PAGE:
Flexe, the company that pioneered the concept of warehouse on demand, has raised $70 million to build out its technology platform and facilities network connecting shippers with available space while also providing warehouse management and order management capabilities.
The Series C round was led by new investor T. Rowe Price Associates, with participation from existing investors Activate Capital, Tiger Global, Madrona Ventures, Redpoint Ventures and Prologis Ventures, among others. It more than doubled Flexe’s previous venture total of $64 million.
“We are excited to invest in Flexe,” said Andrew Davis, Director of Private Investments at T. Rowe Price Associates in a release. “Their innovative, technology-first approach to logistics allows companies to capitalize on, rather than suffer from, shifts in consumer behavior.”
“We’ve grown very rapidly since our last capital round 18 months ago,” said Flexe CEO Karl Siebrecht, who founded the company in Seattle in 2013. “T. Rowe Price is a great partner for us, with a lot of logistics expertise. They’re also a very focused, long-term investor, typically making private investments in categories that are big and going through a disruption cycle.”
Siebrecht said Flexe’s facility locations through its partners has grown 50% in the past year, from 1,000 to 1,500, as demand has spiked during the ongoing 2020 ecommerce explosion. Flexe is asset light in that it doesn’t own or manage any of the facilities used by its customers, who include large retailers and brands including Ace Hardware, BJ’s Wholesale Club, Ralph Lauren, Staples and Walmart.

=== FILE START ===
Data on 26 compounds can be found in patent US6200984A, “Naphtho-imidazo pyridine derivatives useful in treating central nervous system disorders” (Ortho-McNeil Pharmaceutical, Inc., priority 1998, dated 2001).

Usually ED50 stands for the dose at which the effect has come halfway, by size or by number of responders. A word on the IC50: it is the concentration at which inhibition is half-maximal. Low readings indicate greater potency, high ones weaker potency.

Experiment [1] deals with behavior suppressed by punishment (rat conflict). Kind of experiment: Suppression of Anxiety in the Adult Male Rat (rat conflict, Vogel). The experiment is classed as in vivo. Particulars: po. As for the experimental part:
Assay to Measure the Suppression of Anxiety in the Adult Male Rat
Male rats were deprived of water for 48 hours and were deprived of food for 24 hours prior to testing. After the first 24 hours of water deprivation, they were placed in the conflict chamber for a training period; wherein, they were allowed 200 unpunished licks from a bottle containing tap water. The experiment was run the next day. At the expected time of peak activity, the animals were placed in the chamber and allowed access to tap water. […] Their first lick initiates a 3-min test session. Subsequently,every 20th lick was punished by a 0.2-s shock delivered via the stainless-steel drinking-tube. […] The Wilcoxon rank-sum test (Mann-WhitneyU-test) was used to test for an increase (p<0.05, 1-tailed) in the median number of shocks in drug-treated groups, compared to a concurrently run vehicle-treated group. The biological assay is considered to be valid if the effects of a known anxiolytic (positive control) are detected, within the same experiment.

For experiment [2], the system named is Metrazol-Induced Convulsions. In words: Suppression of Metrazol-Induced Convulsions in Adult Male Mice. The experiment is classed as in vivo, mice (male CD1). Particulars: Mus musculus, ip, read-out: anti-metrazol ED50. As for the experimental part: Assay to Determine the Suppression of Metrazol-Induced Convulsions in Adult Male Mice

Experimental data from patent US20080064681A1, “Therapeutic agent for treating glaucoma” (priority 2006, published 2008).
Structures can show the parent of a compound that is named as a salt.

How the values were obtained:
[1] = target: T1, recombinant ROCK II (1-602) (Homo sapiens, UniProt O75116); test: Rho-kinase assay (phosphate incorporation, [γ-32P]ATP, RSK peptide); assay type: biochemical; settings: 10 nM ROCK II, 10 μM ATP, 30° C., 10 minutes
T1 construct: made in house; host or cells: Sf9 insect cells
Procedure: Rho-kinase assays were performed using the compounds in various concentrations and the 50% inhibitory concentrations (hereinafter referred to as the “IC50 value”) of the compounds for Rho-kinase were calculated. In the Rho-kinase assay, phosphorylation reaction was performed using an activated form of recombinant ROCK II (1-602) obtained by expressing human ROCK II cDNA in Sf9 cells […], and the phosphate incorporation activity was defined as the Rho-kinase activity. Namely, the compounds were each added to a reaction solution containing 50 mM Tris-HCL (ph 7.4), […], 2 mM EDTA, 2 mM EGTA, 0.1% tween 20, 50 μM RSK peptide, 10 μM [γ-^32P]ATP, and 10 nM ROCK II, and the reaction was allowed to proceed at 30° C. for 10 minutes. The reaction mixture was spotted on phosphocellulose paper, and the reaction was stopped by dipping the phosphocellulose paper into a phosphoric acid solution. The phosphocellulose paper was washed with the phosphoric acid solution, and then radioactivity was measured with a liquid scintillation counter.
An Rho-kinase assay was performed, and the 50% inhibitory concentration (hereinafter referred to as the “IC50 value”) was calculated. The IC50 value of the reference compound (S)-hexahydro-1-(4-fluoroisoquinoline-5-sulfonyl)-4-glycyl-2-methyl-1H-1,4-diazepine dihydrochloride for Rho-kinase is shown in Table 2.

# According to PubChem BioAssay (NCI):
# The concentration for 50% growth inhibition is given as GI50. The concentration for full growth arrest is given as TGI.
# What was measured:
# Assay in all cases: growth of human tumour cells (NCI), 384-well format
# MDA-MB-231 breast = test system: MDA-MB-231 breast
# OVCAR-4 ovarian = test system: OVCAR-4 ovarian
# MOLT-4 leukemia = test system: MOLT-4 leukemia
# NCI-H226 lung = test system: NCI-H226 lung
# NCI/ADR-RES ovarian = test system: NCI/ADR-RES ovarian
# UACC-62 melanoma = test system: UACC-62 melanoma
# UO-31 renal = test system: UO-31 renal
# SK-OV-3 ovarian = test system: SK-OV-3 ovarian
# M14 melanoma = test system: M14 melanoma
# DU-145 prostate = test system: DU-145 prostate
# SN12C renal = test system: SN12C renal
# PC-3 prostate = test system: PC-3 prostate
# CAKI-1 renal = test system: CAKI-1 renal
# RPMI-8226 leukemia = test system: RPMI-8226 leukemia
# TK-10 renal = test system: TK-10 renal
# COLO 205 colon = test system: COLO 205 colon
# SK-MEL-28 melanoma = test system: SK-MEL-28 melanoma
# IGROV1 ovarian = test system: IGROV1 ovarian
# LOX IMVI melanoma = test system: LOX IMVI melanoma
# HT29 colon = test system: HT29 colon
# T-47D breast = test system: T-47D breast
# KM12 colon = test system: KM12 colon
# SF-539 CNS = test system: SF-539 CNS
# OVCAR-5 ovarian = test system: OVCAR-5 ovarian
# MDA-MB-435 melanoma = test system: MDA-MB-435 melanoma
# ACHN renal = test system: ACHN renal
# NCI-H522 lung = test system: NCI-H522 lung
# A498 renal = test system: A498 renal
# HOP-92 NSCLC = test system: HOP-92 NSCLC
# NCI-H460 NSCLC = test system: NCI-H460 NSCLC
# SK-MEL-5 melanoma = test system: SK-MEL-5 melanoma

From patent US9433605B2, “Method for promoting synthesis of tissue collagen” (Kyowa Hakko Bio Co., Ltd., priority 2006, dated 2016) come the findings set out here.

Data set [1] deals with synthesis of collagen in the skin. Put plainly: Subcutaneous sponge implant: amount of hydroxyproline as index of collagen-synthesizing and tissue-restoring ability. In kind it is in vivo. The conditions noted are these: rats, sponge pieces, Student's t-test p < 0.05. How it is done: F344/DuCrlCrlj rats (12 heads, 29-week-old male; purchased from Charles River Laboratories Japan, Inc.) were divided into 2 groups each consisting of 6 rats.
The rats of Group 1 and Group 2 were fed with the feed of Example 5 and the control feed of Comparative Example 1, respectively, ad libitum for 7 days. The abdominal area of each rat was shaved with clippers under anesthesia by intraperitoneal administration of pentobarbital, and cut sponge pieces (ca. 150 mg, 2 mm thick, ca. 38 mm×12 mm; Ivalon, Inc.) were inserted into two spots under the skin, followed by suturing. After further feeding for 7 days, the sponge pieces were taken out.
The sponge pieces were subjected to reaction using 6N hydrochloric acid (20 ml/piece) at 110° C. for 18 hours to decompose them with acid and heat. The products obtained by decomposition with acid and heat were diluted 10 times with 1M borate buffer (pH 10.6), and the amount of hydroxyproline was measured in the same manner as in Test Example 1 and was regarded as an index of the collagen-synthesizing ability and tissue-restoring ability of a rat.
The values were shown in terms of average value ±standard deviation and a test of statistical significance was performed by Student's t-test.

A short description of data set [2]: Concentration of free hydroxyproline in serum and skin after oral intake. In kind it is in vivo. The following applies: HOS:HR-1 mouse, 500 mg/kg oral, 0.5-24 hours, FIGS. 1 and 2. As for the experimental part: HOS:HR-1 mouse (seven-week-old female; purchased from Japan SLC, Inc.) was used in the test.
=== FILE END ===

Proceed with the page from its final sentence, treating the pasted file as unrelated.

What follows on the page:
He said Flexe provides customers with access to inventory and order visibility, as well as a range of LTL, parcel and last-mile carriers through its platform, in addition to short-term fulfillment space. They can expand and contract the services as demand dictates without the high fixed costs of owning or leasing their facilities or signing a long-term contract with a 3PL – many of whom as it happens are Flexe’s supplier partners.
“We’re adding more capacity with partners in smaller cities and suburbs,” Siebrecht said. “In a world where two-day ecommerce fulfillment is standard, the most common distribution points are New Jersey, Indianapolis and Los Angeles. If you want one day, you need about 12 markets. The good news is, there are lots of warehouses in these locations, but many are not doing ecommerce fulfillment. We can give them the tools, technology and expertise to enable it for our customers.”